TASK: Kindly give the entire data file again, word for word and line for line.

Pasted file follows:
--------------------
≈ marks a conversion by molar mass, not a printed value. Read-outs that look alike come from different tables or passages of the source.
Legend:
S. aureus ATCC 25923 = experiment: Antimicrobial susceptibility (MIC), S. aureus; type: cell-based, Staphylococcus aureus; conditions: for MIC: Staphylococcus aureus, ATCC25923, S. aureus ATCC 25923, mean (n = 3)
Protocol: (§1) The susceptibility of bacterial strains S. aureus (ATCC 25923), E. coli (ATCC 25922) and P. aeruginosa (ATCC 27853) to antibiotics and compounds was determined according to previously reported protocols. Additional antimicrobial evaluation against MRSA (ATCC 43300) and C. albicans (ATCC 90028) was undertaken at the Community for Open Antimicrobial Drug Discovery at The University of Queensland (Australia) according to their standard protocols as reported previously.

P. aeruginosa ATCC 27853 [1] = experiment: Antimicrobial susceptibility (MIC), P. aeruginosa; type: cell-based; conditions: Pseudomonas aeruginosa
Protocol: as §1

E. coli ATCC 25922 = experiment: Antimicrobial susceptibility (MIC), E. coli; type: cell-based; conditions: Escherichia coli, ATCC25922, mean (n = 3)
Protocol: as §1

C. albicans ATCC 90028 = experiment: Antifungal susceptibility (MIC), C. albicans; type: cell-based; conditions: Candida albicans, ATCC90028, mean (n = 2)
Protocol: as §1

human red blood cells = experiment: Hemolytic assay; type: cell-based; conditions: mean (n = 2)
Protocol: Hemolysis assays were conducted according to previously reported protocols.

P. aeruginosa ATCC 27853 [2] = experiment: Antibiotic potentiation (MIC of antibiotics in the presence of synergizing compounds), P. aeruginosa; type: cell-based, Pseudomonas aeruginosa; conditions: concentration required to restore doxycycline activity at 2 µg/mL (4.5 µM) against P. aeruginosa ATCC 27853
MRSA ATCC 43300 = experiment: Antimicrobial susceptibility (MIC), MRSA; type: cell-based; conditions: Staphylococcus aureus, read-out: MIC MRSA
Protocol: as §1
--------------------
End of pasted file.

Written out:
≈ marks a conversion by molar mass, not a printed value. Read-outs that look alike come from different tables or passages of the source.
Legend:
S. aureus ATCC 25923 = experiment: Antimicrobial susceptibility (MIC), S. aureus; type: cell-based, Staphylococcus aureus; conditions: for MIC: Staphylococcus aureus, ATCC25923, S. aureus ATCC 25923, mean (n = 3)
Protocol: (§1) The susceptibility of bacterial strains S. aureus (ATCC 25923), E. coli (ATCC 25922) and P. aeruginosa (ATCC 27853) to antibiotics and compounds was determined according to previously reported protocols. Additional antimicrobial evaluation against MRSA (ATCC 43300) and C. albicans (ATCC 90028) was undertaken at the Community for Open Antimicrobial Drug Discovery at The University of Queensland (Australia) according to their standard protocols as reported previously.

P. aeruginosa ATCC 27853 [1] = experiment: Antimicrobial susceptibility (MIC), P. aeruginosa; type: cell-based; conditions: Pseudomonas aeruginosa
Protocol: as §1

E. coli ATCC 25922 = experiment: Antimicrobial susceptibility (MIC), E. coli; type: cell-based; conditions: Escherichia coli, ATCC25922, mean (n = 3)
Protocol: as §1

C. albicans ATCC 90028 = experiment: Antifungal susceptibility (MIC), C. albicans; type: cell-based; conditions: Candida albicans, ATCC90028, mean (n = 2)
Protocol: as §1

human red blood cells = experiment: Hemolytic assay; type: cell-based; conditions: mean (n = 2)
Protocol: Hemolysis assays were conducted according to previously reported protocols.

P. aeruginosa ATCC 27853 [2] = experiment: Antibiotic potentiation (MIC of antibiotics in the presence of synergizing compounds), P. aeruginosa; type: cell-based, Pseudomonas aeruginosa; conditions: concentration required to restore doxycycline activity at 2 µg/mL (4.5 µM) against P. aeruginosa ATCC 27853
MRSA ATCC 43300 = experiment: Antimicrobial susceptibility (MIC), MRSA; type: cell-based; conditions: Staphylococcus aureus, read-out: MIC MRSA
Protocol: as §1